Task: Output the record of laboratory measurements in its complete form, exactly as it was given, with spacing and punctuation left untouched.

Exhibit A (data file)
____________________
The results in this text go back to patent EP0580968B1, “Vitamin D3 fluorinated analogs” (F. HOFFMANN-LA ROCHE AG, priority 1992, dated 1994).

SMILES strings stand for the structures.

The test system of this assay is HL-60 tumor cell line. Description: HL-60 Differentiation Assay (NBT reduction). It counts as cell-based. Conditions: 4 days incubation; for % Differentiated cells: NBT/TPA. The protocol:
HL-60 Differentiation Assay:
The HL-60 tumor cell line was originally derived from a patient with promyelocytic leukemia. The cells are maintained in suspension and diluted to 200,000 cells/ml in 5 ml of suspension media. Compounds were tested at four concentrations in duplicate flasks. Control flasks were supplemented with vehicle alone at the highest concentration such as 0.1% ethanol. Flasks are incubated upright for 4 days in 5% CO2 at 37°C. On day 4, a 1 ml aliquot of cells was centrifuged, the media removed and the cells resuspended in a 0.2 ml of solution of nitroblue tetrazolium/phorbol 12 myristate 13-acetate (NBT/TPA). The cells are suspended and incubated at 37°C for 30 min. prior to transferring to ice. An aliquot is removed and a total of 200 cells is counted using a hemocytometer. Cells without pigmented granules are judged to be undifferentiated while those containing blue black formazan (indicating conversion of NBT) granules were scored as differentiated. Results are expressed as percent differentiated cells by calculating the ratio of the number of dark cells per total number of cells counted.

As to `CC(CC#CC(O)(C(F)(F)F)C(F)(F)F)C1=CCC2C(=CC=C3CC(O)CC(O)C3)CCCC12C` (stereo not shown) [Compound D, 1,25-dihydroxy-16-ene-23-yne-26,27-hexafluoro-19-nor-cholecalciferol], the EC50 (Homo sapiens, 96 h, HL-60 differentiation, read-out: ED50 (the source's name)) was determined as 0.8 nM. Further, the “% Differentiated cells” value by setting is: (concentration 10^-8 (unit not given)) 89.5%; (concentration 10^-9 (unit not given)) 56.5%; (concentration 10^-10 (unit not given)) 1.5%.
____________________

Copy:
The results in this text go back to patent EP0580968B1, “Vitamin D3 fluorinated analogs” (F. HOFFMANN-LA ROCHE AG, priority 1992, dated 1994).

SMILES strings stand for the structures.

The test system of this assay is HL-60 tumor cell line. Description: HL-60 Differentiation Assay (NBT reduction). It counts as cell-based. Conditions: 4 days incubation; for % Differentiated cells: NBT/TPA. The protocol:
HL-60 Differentiation Assay:
The HL-60 tumor cell line was originally derived from a patient with promyelocytic leukemia. The cells are maintained in suspension and diluted to 200,000 cells/ml in 5 ml of suspension media. Compounds were tested at four concentrations in duplicate flasks. Control flasks were supplemented with vehicle alone at the highest concentration such as 0.1% ethanol. Flasks are incubated upright for 4 days in 5% CO2 at 37°C. On day 4, a 1 ml aliquot of cells was centrifuged, the media removed and the cells resuspended in a 0.2 ml of solution of nitroblue tetrazolium/phorbol 12 myristate 13-acetate (NBT/TPA). The cells are suspended and incubated at 37°C for 30 min. prior to transferring to ice. An aliquot is removed and a total of 200 cells is counted using a hemocytometer. Cells without pigmented granules are judged to be undifferentiated while those containing blue black formazan (indicating conversion of NBT) granules were scored as differentiated. Results are expressed as percent differentiated cells by calculating the ratio of the number of dark cells per total number of cells counted.

As to `CC(CC#CC(O)(C(F)(F)F)C(F)(F)F)C1=CCC2C(=CC=C3CC(O)CC(O)C3)CCCC12C` (stereo not shown) [Compound D, 1,25-dihydroxy-16-ene-23-yne-26,27-hexafluoro-19-nor-cholecalciferol], the EC50 (Homo sapiens, 96 h, HL-60 differentiation, read-out: ED50 (the source's name)) was determined as 0.8 nM. Further, the “% Differentiated cells” value by setting is: (concentration 10^-8 (unit not given)) 89.5%; (concentration 10^-9 (unit not given)) 56.5%; (concentration 10^-10 (unit not given)) 1.5%.